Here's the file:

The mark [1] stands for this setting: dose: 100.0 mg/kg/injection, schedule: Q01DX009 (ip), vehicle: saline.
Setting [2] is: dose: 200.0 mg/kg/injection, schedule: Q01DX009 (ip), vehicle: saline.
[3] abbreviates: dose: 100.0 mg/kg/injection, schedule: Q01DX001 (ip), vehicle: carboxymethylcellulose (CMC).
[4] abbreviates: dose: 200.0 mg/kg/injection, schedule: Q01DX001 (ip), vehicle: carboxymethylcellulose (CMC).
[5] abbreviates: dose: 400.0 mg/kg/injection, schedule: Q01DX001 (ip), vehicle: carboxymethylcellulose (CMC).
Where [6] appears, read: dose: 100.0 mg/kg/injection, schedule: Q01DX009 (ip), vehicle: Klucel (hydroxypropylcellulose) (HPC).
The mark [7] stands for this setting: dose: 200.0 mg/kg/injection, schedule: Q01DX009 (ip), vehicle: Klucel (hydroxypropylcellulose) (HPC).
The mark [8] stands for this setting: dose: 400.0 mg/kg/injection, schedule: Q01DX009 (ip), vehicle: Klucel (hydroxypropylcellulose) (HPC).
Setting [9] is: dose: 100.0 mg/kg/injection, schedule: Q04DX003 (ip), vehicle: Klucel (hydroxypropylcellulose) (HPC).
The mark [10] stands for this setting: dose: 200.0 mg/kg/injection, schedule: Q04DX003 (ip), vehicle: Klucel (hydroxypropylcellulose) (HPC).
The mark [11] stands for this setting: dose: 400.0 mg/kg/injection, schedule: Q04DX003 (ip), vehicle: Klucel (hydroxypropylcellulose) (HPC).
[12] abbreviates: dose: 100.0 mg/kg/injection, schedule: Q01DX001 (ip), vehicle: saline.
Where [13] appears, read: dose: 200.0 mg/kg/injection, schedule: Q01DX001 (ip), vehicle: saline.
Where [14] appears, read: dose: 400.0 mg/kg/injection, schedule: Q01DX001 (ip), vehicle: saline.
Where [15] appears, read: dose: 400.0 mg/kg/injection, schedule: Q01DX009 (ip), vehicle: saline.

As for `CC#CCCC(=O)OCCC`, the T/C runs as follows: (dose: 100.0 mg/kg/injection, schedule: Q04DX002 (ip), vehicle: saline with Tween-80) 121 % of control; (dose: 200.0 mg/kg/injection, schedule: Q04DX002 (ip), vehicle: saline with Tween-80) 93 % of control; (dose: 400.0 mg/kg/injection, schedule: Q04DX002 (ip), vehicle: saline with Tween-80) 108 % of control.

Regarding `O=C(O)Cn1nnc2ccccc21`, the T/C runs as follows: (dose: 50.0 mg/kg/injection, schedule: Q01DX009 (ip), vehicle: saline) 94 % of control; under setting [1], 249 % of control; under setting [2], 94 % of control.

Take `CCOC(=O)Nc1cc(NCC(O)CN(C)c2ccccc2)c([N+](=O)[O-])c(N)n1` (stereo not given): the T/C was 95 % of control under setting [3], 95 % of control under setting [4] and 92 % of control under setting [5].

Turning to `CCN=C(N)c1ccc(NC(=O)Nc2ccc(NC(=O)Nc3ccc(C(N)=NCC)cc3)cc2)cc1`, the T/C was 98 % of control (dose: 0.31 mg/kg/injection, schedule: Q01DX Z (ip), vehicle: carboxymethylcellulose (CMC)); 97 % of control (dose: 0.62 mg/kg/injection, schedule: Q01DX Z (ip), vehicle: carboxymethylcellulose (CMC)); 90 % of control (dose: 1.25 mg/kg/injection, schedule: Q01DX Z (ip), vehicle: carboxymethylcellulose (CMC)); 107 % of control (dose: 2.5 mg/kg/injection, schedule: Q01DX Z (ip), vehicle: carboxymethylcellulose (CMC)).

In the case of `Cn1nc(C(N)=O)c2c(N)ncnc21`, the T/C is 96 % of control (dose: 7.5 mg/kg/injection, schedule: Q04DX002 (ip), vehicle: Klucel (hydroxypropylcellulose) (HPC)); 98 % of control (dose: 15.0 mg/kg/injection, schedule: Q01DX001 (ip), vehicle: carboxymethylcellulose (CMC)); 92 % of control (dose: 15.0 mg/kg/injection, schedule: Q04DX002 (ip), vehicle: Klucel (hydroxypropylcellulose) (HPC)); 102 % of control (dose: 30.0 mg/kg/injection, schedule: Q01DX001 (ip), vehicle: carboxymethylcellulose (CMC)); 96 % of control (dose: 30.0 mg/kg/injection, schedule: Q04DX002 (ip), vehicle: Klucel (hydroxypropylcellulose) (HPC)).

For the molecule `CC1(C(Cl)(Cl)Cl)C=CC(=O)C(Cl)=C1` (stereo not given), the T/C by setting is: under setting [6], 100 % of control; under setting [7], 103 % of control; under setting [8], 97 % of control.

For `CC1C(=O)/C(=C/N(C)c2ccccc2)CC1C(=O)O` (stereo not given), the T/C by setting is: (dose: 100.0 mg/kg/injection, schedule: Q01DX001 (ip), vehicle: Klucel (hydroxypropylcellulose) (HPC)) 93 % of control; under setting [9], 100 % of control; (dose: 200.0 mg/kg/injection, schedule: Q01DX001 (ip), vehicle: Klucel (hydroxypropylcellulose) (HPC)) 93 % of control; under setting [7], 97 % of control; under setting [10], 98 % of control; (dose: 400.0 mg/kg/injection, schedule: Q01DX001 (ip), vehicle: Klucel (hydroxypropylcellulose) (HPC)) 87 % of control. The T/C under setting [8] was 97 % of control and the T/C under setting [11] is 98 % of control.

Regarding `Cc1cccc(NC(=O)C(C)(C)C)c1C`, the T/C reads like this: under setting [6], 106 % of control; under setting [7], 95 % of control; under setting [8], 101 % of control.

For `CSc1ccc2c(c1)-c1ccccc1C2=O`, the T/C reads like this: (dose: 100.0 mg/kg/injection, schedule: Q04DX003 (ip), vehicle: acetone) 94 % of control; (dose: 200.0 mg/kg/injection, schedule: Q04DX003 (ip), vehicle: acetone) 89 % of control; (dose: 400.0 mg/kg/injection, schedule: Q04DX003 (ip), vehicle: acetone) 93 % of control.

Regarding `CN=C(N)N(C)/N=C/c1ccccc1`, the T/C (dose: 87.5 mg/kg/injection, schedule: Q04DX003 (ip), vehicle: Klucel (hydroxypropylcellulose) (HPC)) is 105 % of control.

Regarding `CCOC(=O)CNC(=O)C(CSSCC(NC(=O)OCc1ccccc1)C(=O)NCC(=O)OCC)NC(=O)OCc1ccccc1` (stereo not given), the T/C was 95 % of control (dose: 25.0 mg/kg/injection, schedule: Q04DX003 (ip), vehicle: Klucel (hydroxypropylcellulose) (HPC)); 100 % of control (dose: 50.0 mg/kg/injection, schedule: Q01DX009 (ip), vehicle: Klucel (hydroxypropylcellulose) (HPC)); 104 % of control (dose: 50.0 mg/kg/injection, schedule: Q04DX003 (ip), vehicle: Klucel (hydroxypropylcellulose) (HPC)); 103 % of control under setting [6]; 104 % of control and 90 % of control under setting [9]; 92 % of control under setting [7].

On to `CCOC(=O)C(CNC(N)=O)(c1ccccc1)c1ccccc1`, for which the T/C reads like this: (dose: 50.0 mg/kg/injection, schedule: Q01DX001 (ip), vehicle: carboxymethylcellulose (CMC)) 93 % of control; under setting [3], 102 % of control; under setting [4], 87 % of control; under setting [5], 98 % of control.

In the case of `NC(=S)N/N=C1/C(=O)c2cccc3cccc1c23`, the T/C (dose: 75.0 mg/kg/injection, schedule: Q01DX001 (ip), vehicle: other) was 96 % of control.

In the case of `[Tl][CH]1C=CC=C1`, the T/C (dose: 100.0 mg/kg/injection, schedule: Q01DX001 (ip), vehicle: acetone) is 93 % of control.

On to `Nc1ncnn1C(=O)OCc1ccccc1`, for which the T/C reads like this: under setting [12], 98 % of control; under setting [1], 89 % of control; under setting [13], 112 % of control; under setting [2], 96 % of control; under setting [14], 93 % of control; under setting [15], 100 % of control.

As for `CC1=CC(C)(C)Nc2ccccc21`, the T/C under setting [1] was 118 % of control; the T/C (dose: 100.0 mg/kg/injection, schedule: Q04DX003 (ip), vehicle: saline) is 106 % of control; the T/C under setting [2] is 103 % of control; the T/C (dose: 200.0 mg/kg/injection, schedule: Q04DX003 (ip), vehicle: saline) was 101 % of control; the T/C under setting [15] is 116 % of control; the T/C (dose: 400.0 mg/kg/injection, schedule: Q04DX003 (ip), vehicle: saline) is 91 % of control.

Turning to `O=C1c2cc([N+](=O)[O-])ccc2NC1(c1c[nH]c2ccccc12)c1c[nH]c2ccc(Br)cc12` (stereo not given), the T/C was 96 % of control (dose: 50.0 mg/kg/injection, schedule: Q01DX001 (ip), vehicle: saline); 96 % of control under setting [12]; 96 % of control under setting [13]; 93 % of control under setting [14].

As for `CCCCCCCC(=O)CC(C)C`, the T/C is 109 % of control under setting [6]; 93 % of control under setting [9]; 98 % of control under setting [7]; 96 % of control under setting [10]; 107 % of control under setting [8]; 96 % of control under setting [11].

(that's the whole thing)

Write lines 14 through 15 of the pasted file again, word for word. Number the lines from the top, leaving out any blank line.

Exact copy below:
Where [14] appears, read: dose: 400.0 mg/kg/injection, schedule: Q01DX001 (ip), vehicle: saline.
Where [15] appears, read: dose: 400.0 mg/kg/injection, schedule: Q01DX009 (ip), vehicle: saline.